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Malaysia police say MH370 mystery may never be solved

Malaysia's top police official warned Wednesday that authorities may never learn what caused the mysterious disappearance of flight MH370, as he indicated a three-week-old criminal investigation has so far been inconclusive. "Give us more time," Inspector General of Police Khalid Abu Bakar told reporters in Kuala Lumpur, according to Dow Jones Newswires. "We may not even know the real cause of this incident."

Malaysia police say MH370 mystery may never be solved

Malaysia's top police official warned Wednesday that authorities may never learn what caused the mysterious disappearance of flight MH370, as he indicated a three-week-old criminal investigation has so far been inconclusive. "Give us more time," Inspector General of Police Khalid Abu Bakar told reporters in Kuala Lumpur, according to Dow Jones Newswires. "We may not even know the real cause of this incident."

Sub joins MH370 hunt ahead of Malaysian PM visit to Perth

The protracted search for missing Flight MH370 was boosted Wednesday with the arrival of a British nuclear submarine in the Indian Ocean, ahead of a visit to Australia by Malaysian Prime Minister Najib Razak. The personal jet of Oscar-winning New Zealand movie director Peter Jackson is also now reportedly being used in the multinational hunt for the plane that vanished on March 8 with 239 people on board.

Only 43% of Malaysians content with MH370 handling

Just 43 percent of Malaysians are satisfied with their government's handling of the missing-plane mystery while 50 percent are dissatisfied, according to a survey released Tuesday. The Merdeka Centre for Opinion Research, Malaysia's leading polling firm, said the survey of more than 1,000 people was conducted from March 13 to 20. Since that time, however, there has been rising anger among Malaysians against Chinese and other criticism over the fate of Malaysia Airlines flight MH370.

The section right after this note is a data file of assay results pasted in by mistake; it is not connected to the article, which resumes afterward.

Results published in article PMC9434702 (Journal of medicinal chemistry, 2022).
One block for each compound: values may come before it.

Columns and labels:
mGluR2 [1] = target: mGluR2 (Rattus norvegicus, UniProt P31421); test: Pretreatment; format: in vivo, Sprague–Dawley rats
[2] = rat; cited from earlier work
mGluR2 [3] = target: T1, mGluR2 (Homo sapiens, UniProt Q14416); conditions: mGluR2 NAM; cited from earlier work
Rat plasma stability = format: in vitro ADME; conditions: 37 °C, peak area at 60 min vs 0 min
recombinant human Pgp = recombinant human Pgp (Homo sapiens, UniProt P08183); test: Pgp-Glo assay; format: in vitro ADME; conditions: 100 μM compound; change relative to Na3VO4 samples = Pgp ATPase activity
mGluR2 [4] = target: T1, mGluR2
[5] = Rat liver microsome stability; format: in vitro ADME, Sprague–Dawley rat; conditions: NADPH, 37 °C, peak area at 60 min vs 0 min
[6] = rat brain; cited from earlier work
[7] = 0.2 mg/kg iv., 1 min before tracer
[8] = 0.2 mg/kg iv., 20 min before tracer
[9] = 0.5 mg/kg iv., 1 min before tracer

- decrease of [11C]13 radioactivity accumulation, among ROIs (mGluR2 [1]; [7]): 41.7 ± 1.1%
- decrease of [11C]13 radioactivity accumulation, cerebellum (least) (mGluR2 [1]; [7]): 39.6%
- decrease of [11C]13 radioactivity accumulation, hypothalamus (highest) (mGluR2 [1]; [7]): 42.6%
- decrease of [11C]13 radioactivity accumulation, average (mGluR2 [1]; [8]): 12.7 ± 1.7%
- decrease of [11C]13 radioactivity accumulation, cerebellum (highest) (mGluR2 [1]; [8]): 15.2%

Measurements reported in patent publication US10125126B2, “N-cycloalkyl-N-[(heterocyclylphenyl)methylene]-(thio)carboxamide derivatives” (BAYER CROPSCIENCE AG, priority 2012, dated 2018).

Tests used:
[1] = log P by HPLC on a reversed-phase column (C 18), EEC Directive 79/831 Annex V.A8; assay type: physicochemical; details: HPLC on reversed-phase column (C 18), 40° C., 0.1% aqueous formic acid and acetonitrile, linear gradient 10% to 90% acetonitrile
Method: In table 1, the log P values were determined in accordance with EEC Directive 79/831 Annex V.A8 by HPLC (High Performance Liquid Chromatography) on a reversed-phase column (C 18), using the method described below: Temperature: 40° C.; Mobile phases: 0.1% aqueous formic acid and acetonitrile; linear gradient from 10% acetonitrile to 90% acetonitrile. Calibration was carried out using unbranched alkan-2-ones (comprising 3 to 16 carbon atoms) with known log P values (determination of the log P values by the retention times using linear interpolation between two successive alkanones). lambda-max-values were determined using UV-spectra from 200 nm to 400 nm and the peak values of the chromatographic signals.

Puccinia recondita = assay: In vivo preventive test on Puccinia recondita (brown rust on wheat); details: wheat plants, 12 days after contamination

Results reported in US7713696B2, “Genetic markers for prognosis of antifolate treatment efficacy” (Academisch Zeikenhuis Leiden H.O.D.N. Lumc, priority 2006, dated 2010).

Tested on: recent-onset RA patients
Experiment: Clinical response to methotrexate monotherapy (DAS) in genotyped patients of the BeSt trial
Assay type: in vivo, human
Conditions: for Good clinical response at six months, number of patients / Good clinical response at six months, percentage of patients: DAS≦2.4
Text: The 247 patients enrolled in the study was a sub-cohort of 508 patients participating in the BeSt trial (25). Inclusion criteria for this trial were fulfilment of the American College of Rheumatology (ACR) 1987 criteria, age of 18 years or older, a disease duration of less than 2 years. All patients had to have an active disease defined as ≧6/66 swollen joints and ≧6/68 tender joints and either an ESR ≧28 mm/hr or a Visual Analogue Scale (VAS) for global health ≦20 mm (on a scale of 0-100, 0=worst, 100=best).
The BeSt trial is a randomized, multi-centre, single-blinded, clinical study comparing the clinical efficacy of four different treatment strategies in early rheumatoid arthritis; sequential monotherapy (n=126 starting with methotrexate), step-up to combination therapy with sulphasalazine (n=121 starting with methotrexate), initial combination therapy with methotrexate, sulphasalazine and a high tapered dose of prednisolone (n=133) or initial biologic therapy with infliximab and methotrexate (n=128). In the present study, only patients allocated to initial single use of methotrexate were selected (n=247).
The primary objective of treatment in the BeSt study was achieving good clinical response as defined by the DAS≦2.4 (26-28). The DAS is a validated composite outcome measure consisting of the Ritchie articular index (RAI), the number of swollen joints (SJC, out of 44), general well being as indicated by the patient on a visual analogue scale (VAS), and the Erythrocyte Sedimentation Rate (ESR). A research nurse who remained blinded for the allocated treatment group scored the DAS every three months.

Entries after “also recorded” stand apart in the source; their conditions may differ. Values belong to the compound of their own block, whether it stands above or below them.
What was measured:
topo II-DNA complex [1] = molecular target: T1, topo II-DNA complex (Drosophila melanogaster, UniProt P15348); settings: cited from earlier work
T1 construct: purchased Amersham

Malaysian PM to visit Australia to witness jet search

Malaysian Prime Minister Najib Razak will travel to an Australian air force base near Perth to observe the multi-nation search for missing flight MH370, his government said on Monday. Transport and Defence Minister Hishammuddin Hussein said Najib would make the trip on Wednesday. "Our prime minister has decided to travel to Perth on Wednesday for a working visit to Pearce Air force base to see the operations first hand and also to thank the personnel involved in the multinational search effort, including the Malaysian personnel," Hishammuddin said during a press briefing.

Malaysia PM to visit Perth as jet-search window narrows

Malaysia Prime Minister Najib Razak will visit Australia to witness the race-against-time bid to locate a crash site for flight MH370, his government said Monday as a ship equipped to pinpoint its "black box" prepared to steam to the search area. Ships and planes from seven nations scanned a vast zone far off western Australia for yet another day, but the hunt for debris that would prove the Malaysia Airlines jet crashed in the Indian Ocean more than three weeks ago turned up nothing.

Australia says no time limit on hunt for Malaysian jet

Australian premier Tony Abbott said Monday there was no time limit on the search for MH370 and that the world deserved to know what happened, as a ship equipped to locate the "black box" prepared to set sail. The hunt for physical evidence that the Malaysia Airlines jet carrying 239 people crashed in the Indian Ocean more than three weeks ago has so far proved fruitless despite a massive operation involving seven countries. Hopes raised by sightings of debris have repeatedly been crushed as the objects turned out to be random sea junk such as fishing gear.

Chinese families in Malaysia demand answers over MH370 tragedy

Dozens of relatives of Chinese passengers on a missing Malaysia Airlines flight arrived Sunday in Kuala Lumpur to demand answers about the plane's fate, with some calling for an apology from Malaysia's government. Thirty-nine family members of 18 passengers arrived seeking answers, said the airline's commercial director Hugh Dunleavy. At a hotel on the outskirts of the capital, relatives wearing white T-shirts reading "Pray for MH370" displayed banners reading: "Tell us the truth. Give us our relatives back."

Chinese families in Malaysia demand answers over MH370 tragedy

Almost 30 relatives of Chinese passengers on a missing Malaysia Airlines flight arrived Sunday in Kuala Lumpur to demand answers about the plane's fate, with some calling for an apology from Malaysia's government. Twenty-nine family members arrived, according to an official of the Malaysian Chinese Association, a party in the ruling coalition which is providing support for them. An airline official had earlier put the figure at 39.

More Chinese families arrive in Malaysia over MH370 tragedy

About 50 Chinese relatives of passengers on board missing flight MH370 arrived in Malaysia on Sunday to press for answers about the fate of their loved ones. The grieving families, who have accused Malaysia of hiding information over the fate of the Boeing 777, are calling for a meeting with Prime Minister Najib Razak and his transport minister Hishammuddin Hussein, The Star online said. Najib's aide said no meeting with the newly arrived families had been scheduled for Sunday.
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